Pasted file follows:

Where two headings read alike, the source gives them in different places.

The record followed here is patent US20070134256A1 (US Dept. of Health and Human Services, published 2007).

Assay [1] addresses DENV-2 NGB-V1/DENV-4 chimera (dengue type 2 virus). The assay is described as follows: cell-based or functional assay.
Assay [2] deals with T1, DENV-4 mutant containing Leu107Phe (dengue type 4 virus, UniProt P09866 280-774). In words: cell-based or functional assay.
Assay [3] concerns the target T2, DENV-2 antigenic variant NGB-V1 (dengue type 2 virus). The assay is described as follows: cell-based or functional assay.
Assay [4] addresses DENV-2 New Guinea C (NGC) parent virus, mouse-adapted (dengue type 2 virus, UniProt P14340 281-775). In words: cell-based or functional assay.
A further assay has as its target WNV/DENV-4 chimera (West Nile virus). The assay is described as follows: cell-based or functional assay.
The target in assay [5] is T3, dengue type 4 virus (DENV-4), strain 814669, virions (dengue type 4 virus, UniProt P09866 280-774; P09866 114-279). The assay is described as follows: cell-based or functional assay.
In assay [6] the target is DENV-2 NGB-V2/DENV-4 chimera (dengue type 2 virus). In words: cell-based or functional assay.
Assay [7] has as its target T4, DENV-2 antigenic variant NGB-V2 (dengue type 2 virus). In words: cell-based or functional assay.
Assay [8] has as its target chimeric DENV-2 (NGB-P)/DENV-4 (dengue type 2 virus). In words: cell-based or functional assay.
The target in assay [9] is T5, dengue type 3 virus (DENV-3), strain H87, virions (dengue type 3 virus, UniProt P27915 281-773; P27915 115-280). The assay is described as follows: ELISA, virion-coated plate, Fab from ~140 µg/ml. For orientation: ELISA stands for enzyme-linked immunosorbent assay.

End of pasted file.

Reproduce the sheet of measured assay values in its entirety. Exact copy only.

Where two headings read alike, the source gives them in different places.

The record followed here is patent US20070134256A1 (US Dept. of Health and Human Services, published 2007).

Assay [1] addresses DENV-2 NGB-V1/DENV-4 chimera (dengue type 2 virus). The assay is described as follows: cell-based or functional assay.
Assay [2] deals with T1, DENV-4 mutant containing Leu107Phe (dengue type 4 virus, UniProt P09866 280-774). In words: cell-based or functional assay.
Assay [3] concerns the target T2, DENV-2 antigenic variant NGB-V1 (dengue type 2 virus). The assay is described as follows: cell-based or functional assay.
Assay [4] addresses DENV-2 New Guinea C (NGC) parent virus, mouse-adapted (dengue type 2 virus, UniProt P14340 281-775). In words: cell-based or functional assay.
A further assay has as its target WNV/DENV-4 chimera (West Nile virus). The assay is described as follows: cell-based or functional assay.
The target in assay [5] is T3, dengue type 4 virus (DENV-4), strain 814669, virions (dengue type 4 virus, UniProt P09866 280-774; P09866 114-279). The assay is described as follows: cell-based or functional assay.
In assay [6] the target is DENV-2 NGB-V2/DENV-4 chimera (dengue type 2 virus). In words: cell-based or functional assay.
Assay [7] has as its target T4, DENV-2 antigenic variant NGB-V2 (dengue type 2 virus). In words: cell-based or functional assay.
Assay [8] has as its target chimeric DENV-2 (NGB-P)/DENV-4 (dengue type 2 virus). In words: cell-based or functional assay.
The target in assay [9] is T5, dengue type 3 virus (DENV-3), strain H87, virions (dengue type 3 virus, UniProt P27915 281-773; P27915 115-280). The assay is described as follows: ELISA, virion-coated plate, Fab from ~140 µg/ml. For orientation: ELISA stands for enzyme-linked immunosorbent assay.